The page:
A population-based study of race-specific risk for placental abruption
1 Department of Pediatrics, Washington University in St. Louis, St. Louis, Missouri, USA
2 Center for Preterm Birth Research, Washington University in St. Louis, St. Louis, Missouri, USA
3 Department of Obstetrics and Gynecology, Washington University in St. Louis, St. Louis, Missouri, USA
4 Department of Community Health in Epidemiology, School of Public Health, Saint Louis University, St. Louis, Missouri, USA
BMC Pregnancy and Childbirth 2008, 8:43 doi:10.1186/1471-2393-8-43Published: 12 September 2008
Efforts to elucidate risk factors for placental abruption are imperative due to the severity of complications it produces for both mother and fetus, and its contribution to preterm birth. Ethnicity-based differences in risk of placental abruption and preterm birth have been reported. We tested the hypotheses that race, after adjusting for other factors, is associated with the risk of placental abruption at specific gestational ages, and that there is a greater contribution of placental abruption to the increased risk of preterm birth in Black mothers, compared to White mothers.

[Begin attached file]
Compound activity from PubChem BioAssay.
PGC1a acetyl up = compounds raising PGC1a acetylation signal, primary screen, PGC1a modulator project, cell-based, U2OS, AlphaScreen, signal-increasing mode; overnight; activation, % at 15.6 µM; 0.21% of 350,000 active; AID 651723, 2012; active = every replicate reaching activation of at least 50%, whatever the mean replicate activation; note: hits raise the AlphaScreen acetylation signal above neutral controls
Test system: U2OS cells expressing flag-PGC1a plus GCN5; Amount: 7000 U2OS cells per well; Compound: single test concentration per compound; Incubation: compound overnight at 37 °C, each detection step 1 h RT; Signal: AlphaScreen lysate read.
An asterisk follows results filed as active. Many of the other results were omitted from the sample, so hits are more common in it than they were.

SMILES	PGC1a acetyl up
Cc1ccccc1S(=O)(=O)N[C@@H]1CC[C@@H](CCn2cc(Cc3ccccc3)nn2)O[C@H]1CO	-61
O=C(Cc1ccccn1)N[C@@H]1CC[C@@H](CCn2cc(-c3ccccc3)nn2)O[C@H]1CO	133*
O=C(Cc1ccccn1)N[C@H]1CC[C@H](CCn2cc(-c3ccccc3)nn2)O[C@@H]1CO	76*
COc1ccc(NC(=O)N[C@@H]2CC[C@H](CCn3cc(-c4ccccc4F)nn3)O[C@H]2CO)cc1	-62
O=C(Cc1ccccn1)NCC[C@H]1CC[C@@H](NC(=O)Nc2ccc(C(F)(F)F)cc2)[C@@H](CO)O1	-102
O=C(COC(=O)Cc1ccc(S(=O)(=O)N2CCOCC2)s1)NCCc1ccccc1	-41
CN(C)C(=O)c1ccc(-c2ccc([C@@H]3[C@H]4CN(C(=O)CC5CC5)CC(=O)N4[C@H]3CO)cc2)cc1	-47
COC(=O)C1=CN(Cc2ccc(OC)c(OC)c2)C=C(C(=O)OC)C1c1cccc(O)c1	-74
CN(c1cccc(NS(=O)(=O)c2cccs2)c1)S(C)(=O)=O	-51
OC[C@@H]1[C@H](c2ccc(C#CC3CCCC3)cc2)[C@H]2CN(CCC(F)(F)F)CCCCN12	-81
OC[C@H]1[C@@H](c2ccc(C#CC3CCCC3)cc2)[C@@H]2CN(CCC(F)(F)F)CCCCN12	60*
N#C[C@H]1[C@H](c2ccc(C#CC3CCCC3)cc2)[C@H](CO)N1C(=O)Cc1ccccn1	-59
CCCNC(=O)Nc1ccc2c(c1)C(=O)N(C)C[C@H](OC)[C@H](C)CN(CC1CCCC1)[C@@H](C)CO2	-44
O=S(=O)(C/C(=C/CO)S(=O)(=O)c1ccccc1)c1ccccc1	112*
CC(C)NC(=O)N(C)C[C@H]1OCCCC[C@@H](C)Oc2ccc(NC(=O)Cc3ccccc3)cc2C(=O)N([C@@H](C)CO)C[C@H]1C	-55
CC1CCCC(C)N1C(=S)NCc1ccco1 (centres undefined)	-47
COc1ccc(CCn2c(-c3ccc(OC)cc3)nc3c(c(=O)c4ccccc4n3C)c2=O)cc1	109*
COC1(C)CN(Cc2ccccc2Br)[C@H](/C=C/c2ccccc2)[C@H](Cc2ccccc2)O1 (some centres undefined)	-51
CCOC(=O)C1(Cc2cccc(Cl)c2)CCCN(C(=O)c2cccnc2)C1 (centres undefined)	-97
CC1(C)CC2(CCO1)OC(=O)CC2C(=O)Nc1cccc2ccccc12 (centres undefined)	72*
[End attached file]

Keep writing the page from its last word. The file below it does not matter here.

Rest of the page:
We conducted a population-based cohort study using the Missouri Department of Health's maternally-linked database of all births in Missouri (1989–1997) to assess racial effects on placental abruption and the contribution of placental abruption to preterm birth, at different gestational age categories (n = 664,303).
Among 108,806 births to Black mothers and 555,497 births to White mothers, 1.02% (95% CI 0.96–1.08) of Black births were complicated by placental abruption, compared to 0.71% (95% CI 0.69–0.73) of White births (aOR 1.32, 95% CI 1.22–1.43). The magnitude of risk of placental abruption for Black mothers, compared to White mothers, increased with younger gestational age categories. The risk of placental abruption resulting in term and extreme preterm births (< 28 weeks) was higher for Black mothers (aOR 1.15, 95% CI 1.02–1.29 and aOR 1.98, 95% CI 1.58–2.48, respectively). Compared to White women delivering in the same gestational age category, there were a significantly higher proportion of placental abruption in Black mothers who delivered at term, and a significantly lower proportion of placental abruption in Black mothers who delivered in all preterm categories (p < 0.05).
Black women have an increased risk of placental abruption compared to White women, even when controlling for known coexisting risk factors. This risk increase is greatest at the earliest preterm gestational ages when outcomes are the poorest. The relative contribution of placental abruption to term births was greater in Black women, whereas the relative contribution of placental abruption to preterm birth was greater in White women.